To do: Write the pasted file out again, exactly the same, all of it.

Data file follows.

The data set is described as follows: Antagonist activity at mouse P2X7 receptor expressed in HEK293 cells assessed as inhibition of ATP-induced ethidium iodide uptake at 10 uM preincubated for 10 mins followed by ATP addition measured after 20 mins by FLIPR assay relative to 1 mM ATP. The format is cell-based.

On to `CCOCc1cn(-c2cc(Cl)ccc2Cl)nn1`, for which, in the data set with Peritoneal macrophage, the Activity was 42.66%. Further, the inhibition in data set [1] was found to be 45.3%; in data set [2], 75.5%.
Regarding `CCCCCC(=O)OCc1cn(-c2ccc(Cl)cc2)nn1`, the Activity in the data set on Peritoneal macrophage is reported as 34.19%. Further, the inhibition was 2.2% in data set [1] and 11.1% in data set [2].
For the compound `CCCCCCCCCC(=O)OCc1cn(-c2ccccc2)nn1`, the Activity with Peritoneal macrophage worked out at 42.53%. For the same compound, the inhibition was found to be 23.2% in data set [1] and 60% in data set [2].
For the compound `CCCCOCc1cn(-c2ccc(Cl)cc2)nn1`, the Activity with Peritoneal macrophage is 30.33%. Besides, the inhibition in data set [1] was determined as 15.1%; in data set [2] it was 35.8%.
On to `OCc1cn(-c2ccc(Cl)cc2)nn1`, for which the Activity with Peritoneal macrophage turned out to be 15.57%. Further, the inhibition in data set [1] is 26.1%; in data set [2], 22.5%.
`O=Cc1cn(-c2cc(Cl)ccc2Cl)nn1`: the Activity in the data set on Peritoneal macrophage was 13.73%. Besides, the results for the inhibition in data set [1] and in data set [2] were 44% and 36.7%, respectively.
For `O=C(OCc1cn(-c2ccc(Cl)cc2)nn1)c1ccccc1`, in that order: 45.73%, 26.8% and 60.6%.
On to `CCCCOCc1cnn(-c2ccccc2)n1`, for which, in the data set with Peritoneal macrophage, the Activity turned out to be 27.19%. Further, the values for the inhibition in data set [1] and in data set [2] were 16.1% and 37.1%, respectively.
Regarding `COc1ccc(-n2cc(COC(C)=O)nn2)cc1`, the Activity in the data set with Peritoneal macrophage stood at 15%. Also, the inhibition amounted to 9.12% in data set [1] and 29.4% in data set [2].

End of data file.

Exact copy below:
The data set is described as follows: Antagonist activity at mouse P2X7 receptor expressed in HEK293 cells assessed as inhibition of ATP-induced ethidium iodide uptake at 10 uM preincubated for 10 mins followed by ATP addition measured after 20 mins by FLIPR assay relative to 1 mM ATP. The format is cell-based.

On to `CCOCc1cn(-c2cc(Cl)ccc2Cl)nn1`, for which, in the data set with Peritoneal macrophage, the Activity was 42.66%. Further, the inhibition in data set [1] was found to be 45.3%; in data set [2], 75.5%.
Regarding `CCCCCC(=O)OCc1cn(-c2ccc(Cl)cc2)nn1`, the Activity in the data set on Peritoneal macrophage is reported as 34.19%. Further, the inhibition was 2.2% in data set [1] and 11.1% in data set [2].
For the compound `CCCCCCCCCC(=O)OCc1cn(-c2ccccc2)nn1`, the Activity with Peritoneal macrophage worked out at 42.53%. For the same compound, the inhibition was found to be 23.2% in data set [1] and 60% in data set [2].
For the compound `CCCCOCc1cn(-c2ccc(Cl)cc2)nn1`, the Activity with Peritoneal macrophage is 30.33%. Besides, the inhibition in data set [1] was determined as 15.1%; in data set [2] it was 35.8%.
On to `OCc1cn(-c2ccc(Cl)cc2)nn1`, for which the Activity with Peritoneal macrophage turned out to be 15.57%. Further, the inhibition in data set [1] is 26.1%; in data set [2], 22.5%.
`O=Cc1cn(-c2cc(Cl)ccc2Cl)nn1`: the Activity in the data set on Peritoneal macrophage was 13.73%. Besides, the results for the inhibition in data set [1] and in data set [2] were 44% and 36.7%, respectively.
For `O=C(OCc1cn(-c2ccc(Cl)cc2)nn1)c1ccccc1`, in that order: 45.73%, 26.8% and 60.6%.
On to `CCCCOCc1cnn(-c2ccccc2)n1`, for which, in the data set with Peritoneal macrophage, the Activity turned out to be 27.19%. Further, the values for the inhibition in data set [1] and in data set [2] were 16.1% and 37.1%, respectively.
Regarding `COc1ccc(-n2cc(COC(C)=O)nn2)cc1`, the Activity in the data set with Peritoneal macrophage stood at 15%. Also, the inhibition amounted to 9.12% in data set [1] and 29.4% in data set [2].